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|Title: ||Producing and using video film : a tool for agricultural extension, a case study in Limpopo Province|
|Authors: ||Mphahlele, Chipientsho Koketso|
|Advisors: ||Mollel, N.M.|
|Other Contributors: ||Lassalle, T.J.|
|Keywords: ||Agricultural extension|
|Issue Date: ||2007|
|Abstract: ||The study was designed to outline the production process of a video film with farmers
and its use as a tool for agricultural extension with other farmers engaged in similar
The production process of the video film followed five stages namely: (1). Planning
stage, where the production idea was discussed between the producer and the director.
(2). Pre-production where brainstorming and conceptual framework were made. (3).
Production stage was the shooting stage. Production took place at different venues
with farmers and extension officers. (4). The editing stage using conceptual
framework and Non Linear Editing (NLE) method to organize the video film into
sequence; and (5) Distribution to project the video film with farmers in ten rural areas
of the Limpopo province.
Following the above-mentioned process, an eleven-minute film called Phanda na
Vhulimi was produced with farmers, farmer’s leader as the main character and
extension officers. Phanda na Vhulimi captured the farmer in her field, during
meetings at various venues as a leader and during a public function in the village with
provincial leaders. A back voice extensionist supplements the visual information with
a description of the support process.
In the ten villages the video film Phanda na Vhulimi was then projected to farmers
following the subsequent steps:
(1) Preparation for projection was a stage for arranging projection venues and setting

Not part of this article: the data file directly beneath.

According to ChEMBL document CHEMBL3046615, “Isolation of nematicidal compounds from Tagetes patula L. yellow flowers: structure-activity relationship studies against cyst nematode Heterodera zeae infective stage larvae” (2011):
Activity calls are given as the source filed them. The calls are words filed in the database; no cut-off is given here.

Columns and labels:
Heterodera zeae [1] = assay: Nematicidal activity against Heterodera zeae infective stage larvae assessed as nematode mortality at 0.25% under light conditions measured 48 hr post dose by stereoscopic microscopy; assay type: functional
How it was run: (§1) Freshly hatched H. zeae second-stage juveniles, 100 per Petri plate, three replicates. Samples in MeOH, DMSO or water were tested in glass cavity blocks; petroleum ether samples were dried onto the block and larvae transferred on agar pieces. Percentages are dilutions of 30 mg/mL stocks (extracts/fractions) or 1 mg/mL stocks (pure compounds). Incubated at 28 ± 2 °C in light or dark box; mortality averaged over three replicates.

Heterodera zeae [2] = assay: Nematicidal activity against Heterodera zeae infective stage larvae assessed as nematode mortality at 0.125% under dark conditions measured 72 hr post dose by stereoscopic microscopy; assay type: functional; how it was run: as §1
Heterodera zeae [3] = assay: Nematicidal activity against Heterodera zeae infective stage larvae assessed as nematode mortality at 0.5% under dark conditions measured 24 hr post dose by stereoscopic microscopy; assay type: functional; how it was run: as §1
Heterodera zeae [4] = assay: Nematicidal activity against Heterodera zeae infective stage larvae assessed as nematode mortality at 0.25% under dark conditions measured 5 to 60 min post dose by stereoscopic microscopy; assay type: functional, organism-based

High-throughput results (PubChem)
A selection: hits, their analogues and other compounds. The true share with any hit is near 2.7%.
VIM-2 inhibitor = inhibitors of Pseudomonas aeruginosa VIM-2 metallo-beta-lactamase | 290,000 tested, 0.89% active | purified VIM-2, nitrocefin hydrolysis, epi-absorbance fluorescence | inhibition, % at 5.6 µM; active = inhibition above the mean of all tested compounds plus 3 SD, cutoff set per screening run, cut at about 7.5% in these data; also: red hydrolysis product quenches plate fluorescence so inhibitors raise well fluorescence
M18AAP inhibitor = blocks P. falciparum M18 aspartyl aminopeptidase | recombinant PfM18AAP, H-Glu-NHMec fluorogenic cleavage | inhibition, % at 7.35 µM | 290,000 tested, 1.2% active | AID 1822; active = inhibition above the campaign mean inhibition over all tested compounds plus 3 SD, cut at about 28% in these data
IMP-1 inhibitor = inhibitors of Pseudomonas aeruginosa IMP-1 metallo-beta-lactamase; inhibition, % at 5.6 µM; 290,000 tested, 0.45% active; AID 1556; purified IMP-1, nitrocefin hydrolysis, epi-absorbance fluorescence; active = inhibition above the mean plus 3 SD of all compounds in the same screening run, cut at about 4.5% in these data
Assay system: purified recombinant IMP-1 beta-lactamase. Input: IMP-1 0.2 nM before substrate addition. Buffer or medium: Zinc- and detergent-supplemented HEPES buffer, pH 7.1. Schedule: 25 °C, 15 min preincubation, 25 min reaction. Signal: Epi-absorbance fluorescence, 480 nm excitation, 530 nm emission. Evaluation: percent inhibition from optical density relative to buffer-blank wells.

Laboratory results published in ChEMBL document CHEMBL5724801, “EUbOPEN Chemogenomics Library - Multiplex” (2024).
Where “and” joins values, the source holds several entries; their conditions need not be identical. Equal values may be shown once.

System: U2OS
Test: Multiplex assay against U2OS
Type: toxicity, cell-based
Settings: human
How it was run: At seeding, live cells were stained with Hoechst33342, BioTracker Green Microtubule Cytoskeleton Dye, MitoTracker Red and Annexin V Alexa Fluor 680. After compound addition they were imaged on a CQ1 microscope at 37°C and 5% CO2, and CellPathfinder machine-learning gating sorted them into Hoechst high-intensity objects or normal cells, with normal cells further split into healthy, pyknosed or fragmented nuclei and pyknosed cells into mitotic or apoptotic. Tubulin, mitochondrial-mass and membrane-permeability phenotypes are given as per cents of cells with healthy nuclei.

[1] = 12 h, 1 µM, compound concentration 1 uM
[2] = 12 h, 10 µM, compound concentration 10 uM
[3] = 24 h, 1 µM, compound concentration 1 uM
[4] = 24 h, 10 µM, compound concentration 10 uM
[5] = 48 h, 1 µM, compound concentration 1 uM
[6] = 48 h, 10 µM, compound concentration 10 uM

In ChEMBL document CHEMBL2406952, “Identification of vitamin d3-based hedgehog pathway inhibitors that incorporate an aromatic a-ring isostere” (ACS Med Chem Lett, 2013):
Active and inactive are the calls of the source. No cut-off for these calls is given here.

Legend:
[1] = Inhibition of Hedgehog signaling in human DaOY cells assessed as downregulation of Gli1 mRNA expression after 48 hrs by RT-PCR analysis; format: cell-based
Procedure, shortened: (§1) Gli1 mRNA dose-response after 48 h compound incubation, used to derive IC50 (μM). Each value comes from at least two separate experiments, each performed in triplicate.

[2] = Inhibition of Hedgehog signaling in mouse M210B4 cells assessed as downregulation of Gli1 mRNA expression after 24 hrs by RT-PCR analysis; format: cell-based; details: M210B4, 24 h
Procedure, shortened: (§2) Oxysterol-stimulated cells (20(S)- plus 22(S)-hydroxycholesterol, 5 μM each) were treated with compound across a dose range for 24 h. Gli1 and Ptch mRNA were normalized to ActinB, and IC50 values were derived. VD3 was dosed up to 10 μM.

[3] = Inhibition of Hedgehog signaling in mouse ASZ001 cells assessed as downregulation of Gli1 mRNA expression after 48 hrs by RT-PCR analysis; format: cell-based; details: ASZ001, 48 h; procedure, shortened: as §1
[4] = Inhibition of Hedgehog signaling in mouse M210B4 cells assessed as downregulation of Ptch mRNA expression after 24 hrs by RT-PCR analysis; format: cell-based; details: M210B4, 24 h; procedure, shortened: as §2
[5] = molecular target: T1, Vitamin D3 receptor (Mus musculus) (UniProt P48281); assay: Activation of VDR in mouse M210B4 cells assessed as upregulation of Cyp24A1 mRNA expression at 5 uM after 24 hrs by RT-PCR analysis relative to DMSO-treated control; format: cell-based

sound to audible volume. (2) Pre-projection, here the researcher made a short
presentation about the study without disclosing the content of the video film. (3)
Projection was a stage of playing the video without pausing or talking by the
projecting person (researcher) with exception to the viewers. (4) Post projection stage
was where the video film was discussed with farmers, during this stage the researcher
was acting as the facilitator to bring in farmer-to-farmer experience in relation to what
After projections, an open-ended questionnaire was used to conduct this research. The
raw data collected were analyzed by dividing it into two themes. The themes were
divided into subsections as follows: preparation of the video film, reflection by the
viewers/participants of the video film and learning during the projection process.
The results of the study indicated that people in rural areas of South Africa watch
television. There is a culture of shooting still pictures and watching video films but
not hiring as they find it expensive, as a result, they borrow or watch with neighbours,
friends i.e. other villages or watch family videos produced during special events. With
this culture people are used to see pictures-both moving and still, therefore they will
criticize less good quality pictures when they come across them.
The study discovered that when a video film is produced with characters of the same
background targeted audiences associate themselves with the product and feel that it
represents them and their activities. These video films can be used as a tool to
compliment not to replace the available methods of presentations.|
|Description: ||Thesis (M.Sc. (Agriculture)) --University of Limpopo, 2007|
|Library of Congress Subject Headings: ||Agriculture -- Study and teaching -- Audio-visual aids|
Agricultural extension work -- SOuth Africa -- Limpopo
|Appears in Collections:||Theses and Dissertations (Agriculture)|
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